Monday 19 March 2018

Gardaí say gun training is not enough to counter gang threat

Gardai are calling on Garda Commissioner Nóirín O'Sullivan to overhaul existing methods and facilities for training
Gardai are calling on Garda Commissioner Nóirín O'Sullivan to overhaul existing methods and facilities for training
Tom Brady

Tom Brady

Rank and file gardaí have warned their commissioner they need updated courses in firearms tactical training to help them confront the threat from gangland crime.

Gardaí believe the existing facilities for refresher training are no longer adequate, and they are not properly prepared to cope with the growing dangers posed by gangsters.

They are calling on Garda Commissioner Nóirín O'Sullivan to overhaul existing methods and facilities for training, and to incorporate updated and comprehensive courses in the deployment of tactics, rather than simply firing their weapons at a range once a year.

The call will form part of a series of demands by gardaí on how to prepare themselves for street duties against a background of violence and potential threats from terrorists, criminals and local thugs.

The demands will be debated by the Garda Representative Association (GRA) at its annual conference, which gets under way in Galway this evening.

The motion on firearms training has been tabled by delegates from the Cavan-Monaghan division, where a significant number of major criminals have opted to live in the past decade in a bid to avoid Garda attention. Most of them have moved there from their homes in north Dublin.

Gardaí say they need "judgmental" training on what to do if confronted with a gunman rather than simply discharging their weapons either on a range or through simulation.

The conference will also hear a call from Cavan-Monaghan and Donegal divisions for the provision of continuous professional development training, including in counter-terrorism, to all members at least twice a year and for a ring-fenced national budget to be agreed with sanctions imposed on any divisional officer not complying with the commissioner's instructions.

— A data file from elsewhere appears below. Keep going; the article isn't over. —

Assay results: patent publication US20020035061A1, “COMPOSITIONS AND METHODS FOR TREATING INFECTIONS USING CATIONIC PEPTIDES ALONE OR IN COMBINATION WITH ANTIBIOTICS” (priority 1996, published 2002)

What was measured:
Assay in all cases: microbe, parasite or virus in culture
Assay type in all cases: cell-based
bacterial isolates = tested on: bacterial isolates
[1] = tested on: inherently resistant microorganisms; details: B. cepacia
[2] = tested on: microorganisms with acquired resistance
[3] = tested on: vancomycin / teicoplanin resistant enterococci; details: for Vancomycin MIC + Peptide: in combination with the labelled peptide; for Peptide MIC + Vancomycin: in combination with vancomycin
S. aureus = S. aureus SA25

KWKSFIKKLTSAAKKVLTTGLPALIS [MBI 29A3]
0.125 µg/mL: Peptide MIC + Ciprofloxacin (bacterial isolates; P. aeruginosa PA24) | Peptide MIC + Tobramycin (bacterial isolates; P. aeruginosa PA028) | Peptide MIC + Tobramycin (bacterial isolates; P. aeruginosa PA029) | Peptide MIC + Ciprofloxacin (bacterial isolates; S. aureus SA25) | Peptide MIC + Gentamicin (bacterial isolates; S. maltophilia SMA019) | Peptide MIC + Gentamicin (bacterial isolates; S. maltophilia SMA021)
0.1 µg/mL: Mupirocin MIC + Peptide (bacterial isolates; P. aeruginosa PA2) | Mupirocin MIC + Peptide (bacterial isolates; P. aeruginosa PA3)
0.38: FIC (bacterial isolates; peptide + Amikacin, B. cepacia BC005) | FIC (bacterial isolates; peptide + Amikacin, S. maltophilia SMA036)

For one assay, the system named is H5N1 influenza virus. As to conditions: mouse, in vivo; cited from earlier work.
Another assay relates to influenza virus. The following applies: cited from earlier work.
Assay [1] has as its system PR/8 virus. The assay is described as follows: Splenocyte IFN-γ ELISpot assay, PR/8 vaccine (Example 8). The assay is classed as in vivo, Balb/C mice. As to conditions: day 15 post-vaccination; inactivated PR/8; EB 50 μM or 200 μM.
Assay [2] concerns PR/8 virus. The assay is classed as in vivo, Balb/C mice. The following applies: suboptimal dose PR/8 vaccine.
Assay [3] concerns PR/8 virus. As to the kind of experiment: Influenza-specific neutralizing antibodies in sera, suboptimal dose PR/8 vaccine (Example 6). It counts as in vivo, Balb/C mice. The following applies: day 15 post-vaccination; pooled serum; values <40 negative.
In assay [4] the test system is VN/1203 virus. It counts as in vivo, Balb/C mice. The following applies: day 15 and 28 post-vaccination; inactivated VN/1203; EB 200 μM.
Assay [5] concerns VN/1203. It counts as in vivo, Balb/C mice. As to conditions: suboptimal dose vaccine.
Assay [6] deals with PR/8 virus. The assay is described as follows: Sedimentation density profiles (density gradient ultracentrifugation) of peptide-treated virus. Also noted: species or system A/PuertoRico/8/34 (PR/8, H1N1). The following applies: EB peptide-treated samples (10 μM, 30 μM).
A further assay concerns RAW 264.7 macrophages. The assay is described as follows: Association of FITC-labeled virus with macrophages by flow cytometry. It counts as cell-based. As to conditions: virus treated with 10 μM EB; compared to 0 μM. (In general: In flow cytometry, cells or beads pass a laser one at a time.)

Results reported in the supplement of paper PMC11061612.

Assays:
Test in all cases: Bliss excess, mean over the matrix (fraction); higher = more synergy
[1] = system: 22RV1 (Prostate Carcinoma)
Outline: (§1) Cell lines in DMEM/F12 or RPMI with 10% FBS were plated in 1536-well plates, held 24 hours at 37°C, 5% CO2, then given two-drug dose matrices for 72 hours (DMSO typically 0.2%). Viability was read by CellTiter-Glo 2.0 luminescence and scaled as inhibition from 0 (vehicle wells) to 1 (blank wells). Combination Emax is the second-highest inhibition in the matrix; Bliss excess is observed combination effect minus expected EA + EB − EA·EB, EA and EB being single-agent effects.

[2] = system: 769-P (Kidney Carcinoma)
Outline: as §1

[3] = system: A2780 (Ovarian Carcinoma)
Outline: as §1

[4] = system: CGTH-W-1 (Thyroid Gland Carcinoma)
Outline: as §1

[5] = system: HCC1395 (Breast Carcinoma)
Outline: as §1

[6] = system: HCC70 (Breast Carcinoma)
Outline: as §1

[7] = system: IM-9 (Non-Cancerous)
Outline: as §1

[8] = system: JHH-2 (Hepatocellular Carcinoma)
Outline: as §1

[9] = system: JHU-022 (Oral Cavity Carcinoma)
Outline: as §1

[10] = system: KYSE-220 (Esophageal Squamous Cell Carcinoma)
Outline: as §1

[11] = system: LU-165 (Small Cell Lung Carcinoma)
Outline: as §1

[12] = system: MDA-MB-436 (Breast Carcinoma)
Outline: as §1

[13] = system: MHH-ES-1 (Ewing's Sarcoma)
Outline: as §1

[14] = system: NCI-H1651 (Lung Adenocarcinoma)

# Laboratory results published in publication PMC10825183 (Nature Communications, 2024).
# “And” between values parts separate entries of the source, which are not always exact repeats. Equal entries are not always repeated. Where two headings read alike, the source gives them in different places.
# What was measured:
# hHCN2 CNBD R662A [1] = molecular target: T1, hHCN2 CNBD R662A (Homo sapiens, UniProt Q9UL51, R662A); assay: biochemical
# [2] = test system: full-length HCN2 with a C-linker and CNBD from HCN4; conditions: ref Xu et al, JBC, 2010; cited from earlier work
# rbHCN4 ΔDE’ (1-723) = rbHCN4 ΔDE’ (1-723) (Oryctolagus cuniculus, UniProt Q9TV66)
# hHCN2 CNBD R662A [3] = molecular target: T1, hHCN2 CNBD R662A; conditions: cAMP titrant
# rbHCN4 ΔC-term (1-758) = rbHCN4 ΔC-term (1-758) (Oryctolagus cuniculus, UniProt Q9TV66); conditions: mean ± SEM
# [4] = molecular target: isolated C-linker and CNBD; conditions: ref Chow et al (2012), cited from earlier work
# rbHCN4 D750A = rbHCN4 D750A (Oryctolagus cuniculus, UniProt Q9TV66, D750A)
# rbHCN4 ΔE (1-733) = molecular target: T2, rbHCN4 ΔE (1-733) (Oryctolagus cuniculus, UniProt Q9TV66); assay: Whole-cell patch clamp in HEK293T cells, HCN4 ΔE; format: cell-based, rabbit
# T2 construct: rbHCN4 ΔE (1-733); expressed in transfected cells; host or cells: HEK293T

Gardaí are calling for a national audit to establish the number of assaults on members every year, the nature of the assaults, their consequences on members and the progress made in prosecuting those responsible.

The debate on this topic follows assaults on gardaí in Mayo and Finglas, in west Dublin, in the past fortnight and delegates believe legislation should be changed to provide for a mandatory prison sentence for those convicted of an assault on a garda or members of other frontline emergency services.

Gardaí also think that wearing body cameras would help with convictions as they would act as an independent witness to an assault, allowing the judge to "walk in the boots of the garda" as the assault takes place.

The conference is expected to overwhelmingly support a renewed call for an optimum numbers survey to establish how many gardaí are required to allow the force to fulfil its mandate.

The association has previously suggested the strength of the force should be increased to 18,000 rather than the current target of 15,000.


Stubbling block: Officers bristle at ban on beards

Gardaí are bristling over the right to wear a beard while on duty. Rank and file members say they should be allowed to grow a beard and maintain it while in uniform.

“The regulations are out of date. Wearing beards has long been accepted by society and is back in fashion at the moment,” one supporter said.

“Why can’t gardaí follow the hipster trend if that is what they choose to do?” he asked.

The issue will be raised by delegates from the Kildare division of the GRA.

In 2001, Garda John Wilson, who was later a key figure in the whistleblower controversy, was confined to indoor duties because he grew a beard.

Mr Wilson was restored to full duties after it was argued he had a skin condition, eased by growing a beard.

Irish Independent

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